Dan Cook, WCCO Radio

The Minnesota Twins will have at least two players representing them as they host the 2014 All-Star Game.

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Kurt Suzuki is getting his first shot at an appearance in the Midsummer Classic, and Glen Perkins can now call himself a two-time All-Star.

Suzuki broke into the big leagues with Oakland in 2007.

A career .257 hitter, he’s never been known as an offensive juggernaut, but as a reliable backstop. He’s carved out a solid career by handling pitching staffs and answering the bell daily despite his fair share of bumps and bruises.

After deciding to move Joe Mauer to first base, the Twins needed a veteran presence at catcher.  Josmil Pinto showed some signs last season, but certainly wasn’t ready to be behind the plate day-in and day-out.

So, Minnesota signed Suzuki in the off-season to a one-year, $2.75 million deal.  Not rich by Major League standards, but reasonable considering he hit .232/.290/.337 in 2013 while splitting time between Washington and Oakland.

To say Suzuki has exceeded expectations is putting it mildly.

Coming into Sunday’s game with the Yankees, he’d put together a slash-line of .308/.366/.400.

Among American League catchers, Suzuki ranked first in batting average (.308) and OBP (.366), T1st in doubles (17), second in hits (77) and T3rd in RBI (34).

Manager Ron Gardenhire cited those numbers as making Suzuki deserving of an All-Star nod.

“He has the numbers. He’s done a great job for us and we’re very proud for him,” Gardenhire said. “And very happy  for him and his family.  It’s a big thing for him and he’s very excited.”

Baseball reference puts his wins above replacement (WAR) at 2.1 games. Fangraphs has him slightly lower at 1.2 WAR.

Whichever version you prefer, there’s no question that the number is higher than would’ve been predicted before the year began.

He was asked if he came into this season thinking he’d have a shot at making the AL All-Star squad.

“I always try to be positive.  I always envision it.  After the last two years there was definitely a little bit of doubt in there,” Suzuki said. “But you try and stay positive and put in a lot of hard work and time.  I believed in myself. It’s just a matter of going out there and performing.”

And his contributions haven’t just been on the offensive side of the ball.

Suzuki has taken multiple foul balls off thinly-protected areas over the course of the season, and even managed to clothesline himself on a railing chasing after a foul ball in a game this past week.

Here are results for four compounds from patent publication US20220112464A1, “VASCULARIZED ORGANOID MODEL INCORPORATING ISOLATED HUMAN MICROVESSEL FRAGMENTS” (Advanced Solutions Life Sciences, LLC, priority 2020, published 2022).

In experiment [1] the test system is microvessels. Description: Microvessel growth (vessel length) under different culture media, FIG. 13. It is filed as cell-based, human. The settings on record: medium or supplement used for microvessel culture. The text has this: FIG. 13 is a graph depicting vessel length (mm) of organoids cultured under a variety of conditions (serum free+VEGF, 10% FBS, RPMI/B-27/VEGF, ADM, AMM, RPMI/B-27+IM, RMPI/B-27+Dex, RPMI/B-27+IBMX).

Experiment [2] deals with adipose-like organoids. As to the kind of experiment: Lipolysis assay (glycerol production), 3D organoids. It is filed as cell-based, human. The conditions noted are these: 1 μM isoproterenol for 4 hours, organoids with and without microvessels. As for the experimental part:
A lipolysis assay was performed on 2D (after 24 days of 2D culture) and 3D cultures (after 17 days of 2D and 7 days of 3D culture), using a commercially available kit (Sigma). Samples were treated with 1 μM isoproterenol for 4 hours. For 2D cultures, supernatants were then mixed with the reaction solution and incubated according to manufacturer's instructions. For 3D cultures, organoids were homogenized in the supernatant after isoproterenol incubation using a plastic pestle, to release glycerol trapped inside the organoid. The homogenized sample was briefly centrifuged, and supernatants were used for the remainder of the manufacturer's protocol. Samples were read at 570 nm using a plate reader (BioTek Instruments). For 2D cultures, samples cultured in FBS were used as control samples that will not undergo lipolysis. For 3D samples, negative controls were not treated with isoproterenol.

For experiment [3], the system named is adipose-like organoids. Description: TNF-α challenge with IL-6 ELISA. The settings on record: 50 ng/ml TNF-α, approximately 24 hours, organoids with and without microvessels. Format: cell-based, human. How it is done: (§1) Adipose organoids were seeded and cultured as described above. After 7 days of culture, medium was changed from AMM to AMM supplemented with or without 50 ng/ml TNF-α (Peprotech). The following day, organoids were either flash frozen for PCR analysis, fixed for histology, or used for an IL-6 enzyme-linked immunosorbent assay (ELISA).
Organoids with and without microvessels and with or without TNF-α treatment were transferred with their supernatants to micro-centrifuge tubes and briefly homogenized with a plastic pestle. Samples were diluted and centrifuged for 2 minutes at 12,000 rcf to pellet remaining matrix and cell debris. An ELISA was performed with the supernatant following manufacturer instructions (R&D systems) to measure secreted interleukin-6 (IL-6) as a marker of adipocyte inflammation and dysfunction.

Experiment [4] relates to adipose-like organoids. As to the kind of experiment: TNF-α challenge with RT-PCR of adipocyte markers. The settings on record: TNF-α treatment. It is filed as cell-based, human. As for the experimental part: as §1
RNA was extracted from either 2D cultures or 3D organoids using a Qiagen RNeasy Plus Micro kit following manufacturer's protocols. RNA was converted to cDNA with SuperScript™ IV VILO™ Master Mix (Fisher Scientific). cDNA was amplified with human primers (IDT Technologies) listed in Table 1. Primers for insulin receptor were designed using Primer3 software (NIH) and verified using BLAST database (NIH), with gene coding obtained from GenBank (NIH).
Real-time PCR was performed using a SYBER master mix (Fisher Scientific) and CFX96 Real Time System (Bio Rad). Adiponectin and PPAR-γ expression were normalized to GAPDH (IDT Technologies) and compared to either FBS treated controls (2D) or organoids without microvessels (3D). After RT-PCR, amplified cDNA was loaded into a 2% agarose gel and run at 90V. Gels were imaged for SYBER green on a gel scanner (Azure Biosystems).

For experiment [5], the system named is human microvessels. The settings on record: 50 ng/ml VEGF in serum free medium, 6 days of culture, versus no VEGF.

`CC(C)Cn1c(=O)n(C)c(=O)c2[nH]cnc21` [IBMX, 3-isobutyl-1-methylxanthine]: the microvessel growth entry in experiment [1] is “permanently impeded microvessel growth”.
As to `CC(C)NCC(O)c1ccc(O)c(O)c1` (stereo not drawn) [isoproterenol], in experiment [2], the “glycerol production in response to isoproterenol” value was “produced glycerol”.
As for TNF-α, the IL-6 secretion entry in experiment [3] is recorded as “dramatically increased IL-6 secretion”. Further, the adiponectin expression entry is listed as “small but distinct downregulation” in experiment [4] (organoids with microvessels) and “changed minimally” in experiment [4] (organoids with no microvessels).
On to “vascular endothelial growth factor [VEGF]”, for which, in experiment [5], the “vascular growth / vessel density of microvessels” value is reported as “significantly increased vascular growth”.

But even with the wear and tear that’s unique to the catching position, Suzuki has caught 72 of the Twins 87 games this season.

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Asked if he was going to have to cancel previous plans, Suzuki said he had planned to stay in town anyway.

“This is definitely a much better plan for the [All-Star] break than what I had,” Suzuki said.

It’s an honor to be selected to an All-Star Game, an honor that most players don’t receive over the course of their career.  But a player really starts to enter rarefied air when he’s selected to multiple All-Star Games.

And you can now add Twins closer Glen Perkins to that list.

Perkins had his first All-Star experience last year at Citi Field as the Mets hosted the Midsummer Classic.

This season, he not only gets to make an appearance in his home ballpark, but also in the town he’s called home most of his life.

“I did everything I could do to be here,” Perkins said. “I don’t think it’s really sunk in yet.  But I’m excited to represent the Twins and the state.  It’s a dream come true.”

Manager Ron Gardenhire could tell how badly Perkins wanted to make the All-Star roster.

“When I talked to him [Perkins] after I talked to the manager [Boston skipper John Farrell], he took a deep breath and sighed,” Gardenhire said. “He was really excited.  It was something that was weighing on his mind heavily.  This was something that he wanted very badly and rightfully so.”

Perkins was drafted by the Twins in the first round of the 2004 draft and made his Major League debut with the club in 2006.

Beginning his career as a starter, Perkins eventually transitioned to the bullpen and after collecting a pair of saves in 2011 and a handful more in 2012, he became the Twins closer full time and turned himself in to a two-time All-Star.

Perkins ERA is up a touch from last season – 3.22 as opposed to 2.30 last year – but that may be slightly misleading since his FIP (1.84) would indicate he hasn’t exactly had rock-solid defense working behind him.

His peripherals would support his inclusion in the All-Star Game as well.  His home run rate (0.5) and walk rate (1.7) are down from his career averages (1.0 & 2.3) and his strikeout rate (11.9) is up (7.2).

Each of those statistics are also improved over his numbers last season, when he joined Joe Mauer as All-Star representatives from the Twins.

Asked about having Kurt Suzuki alongside him, Perkins had a joke at the ready.

“I have a knack for bringing catchers,” Perkins said. “I’m excited for him. He’s had a heck of year. He’s been our best player. Hopefully I’ll get to throw the ball to him.”

After not getting into the game in 2013, Twins manager, and All-Star coach, Ron Gardenhire is determined to make sure he gets in this year.

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“I’ll be on the bench,” Gardenhire said. “I’ll just sneak him out there.”